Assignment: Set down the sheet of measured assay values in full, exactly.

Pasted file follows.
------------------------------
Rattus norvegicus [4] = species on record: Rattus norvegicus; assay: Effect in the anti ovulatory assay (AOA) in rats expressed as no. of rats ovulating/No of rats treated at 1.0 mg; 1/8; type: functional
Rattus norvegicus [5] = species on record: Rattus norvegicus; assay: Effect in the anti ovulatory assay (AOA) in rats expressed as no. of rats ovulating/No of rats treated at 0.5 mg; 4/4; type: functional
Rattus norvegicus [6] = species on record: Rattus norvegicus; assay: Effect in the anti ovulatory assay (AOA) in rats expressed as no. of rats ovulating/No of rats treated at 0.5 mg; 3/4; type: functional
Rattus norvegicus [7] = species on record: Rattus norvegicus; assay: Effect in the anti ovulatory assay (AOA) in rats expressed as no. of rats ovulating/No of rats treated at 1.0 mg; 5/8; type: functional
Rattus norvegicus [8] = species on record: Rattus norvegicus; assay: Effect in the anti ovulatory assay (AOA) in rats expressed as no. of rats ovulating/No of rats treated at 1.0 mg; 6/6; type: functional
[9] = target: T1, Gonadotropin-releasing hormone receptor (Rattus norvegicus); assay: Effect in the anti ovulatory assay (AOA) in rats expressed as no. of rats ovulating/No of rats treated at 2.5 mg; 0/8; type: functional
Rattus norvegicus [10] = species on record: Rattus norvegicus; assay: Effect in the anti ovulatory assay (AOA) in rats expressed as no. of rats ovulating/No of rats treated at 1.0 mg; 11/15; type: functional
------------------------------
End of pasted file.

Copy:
Rattus norvegicus [4] = species on record: Rattus norvegicus; assay: Effect in the anti ovulatory assay (AOA) in rats expressed as no. of rats ovulating/No of rats treated at 1.0 mg; 1/8; type: functional
Rattus norvegicus [5] = species on record: Rattus norvegicus; assay: Effect in the anti ovulatory assay (AOA) in rats expressed as no. of rats ovulating/No of rats treated at 0.5 mg; 4/4; type: functional
Rattus norvegicus [6] = species on record: Rattus norvegicus; assay: Effect in the anti ovulatory assay (AOA) in rats expressed as no. of rats ovulating/No of rats treated at 0.5 mg; 3/4; type: functional
Rattus norvegicus [7] = species on record: Rattus norvegicus; assay: Effect in the anti ovulatory assay (AOA) in rats expressed as no. of rats ovulating/No of rats treated at 1.0 mg; 5/8; type: functional
Rattus norvegicus [8] = species on record: Rattus norvegicus; assay: Effect in the anti ovulatory assay (AOA) in rats expressed as no. of rats ovulating/No of rats treated at 1.0 mg; 6/6; type: functional
[9] = target: T1, Gonadotropin-releasing hormone receptor (Rattus norvegicus); assay: Effect in the anti ovulatory assay (AOA) in rats expressed as no. of rats ovulating/No of rats treated at 2.5 mg; 0/8; type: functional
Rattus norvegicus [10] = species on record: Rattus norvegicus; assay: Effect in the anti ovulatory assay (AOA) in rats expressed as no. of rats ovulating/No of rats treated at 1.0 mg; 11/15; type: functional